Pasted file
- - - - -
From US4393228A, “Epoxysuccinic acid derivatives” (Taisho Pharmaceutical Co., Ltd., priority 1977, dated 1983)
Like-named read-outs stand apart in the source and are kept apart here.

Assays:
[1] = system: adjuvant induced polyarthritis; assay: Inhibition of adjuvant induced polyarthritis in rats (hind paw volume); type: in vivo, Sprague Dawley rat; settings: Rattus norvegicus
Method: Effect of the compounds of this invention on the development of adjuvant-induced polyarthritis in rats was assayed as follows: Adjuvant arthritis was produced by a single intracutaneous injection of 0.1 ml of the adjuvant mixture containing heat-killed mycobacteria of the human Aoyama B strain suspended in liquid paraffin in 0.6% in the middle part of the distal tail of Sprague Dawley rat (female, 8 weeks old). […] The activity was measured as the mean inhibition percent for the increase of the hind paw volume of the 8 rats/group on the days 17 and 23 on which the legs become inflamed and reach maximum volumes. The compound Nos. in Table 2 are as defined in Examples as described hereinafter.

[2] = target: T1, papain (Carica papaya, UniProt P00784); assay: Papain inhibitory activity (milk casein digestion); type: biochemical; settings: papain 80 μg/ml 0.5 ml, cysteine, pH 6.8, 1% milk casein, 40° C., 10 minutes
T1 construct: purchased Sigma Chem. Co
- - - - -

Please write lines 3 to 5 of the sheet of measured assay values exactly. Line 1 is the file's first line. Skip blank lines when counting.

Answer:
Assays:
[1] = system: adjuvant induced polyarthritis; assay: Inhibition of adjuvant induced polyarthritis in rats (hind paw volume); type: in vivo, Sprague Dawley rat; settings: Rattus norvegicus
Method: Effect of the compounds of this invention on the development of adjuvant-induced polyarthritis in rats was assayed as follows: Adjuvant arthritis was produced by a single intracutaneous injection of 0.1 ml of the adjuvant mixture containing heat-killed mycobacteria of the human Aoyama B strain suspended in liquid paraffin in 0.6% in the middle part of the distal tail of Sprague Dawley rat (female, 8 weeks old). […] The activity was measured as the mean inhibition percent for the increase of the hind paw volume of the 8 rats/group on the days 17 and 23 on which the legs become inflamed and reach maximum volumes. The compound Nos. in Table 2 are as defined in Examples as described hereinafter.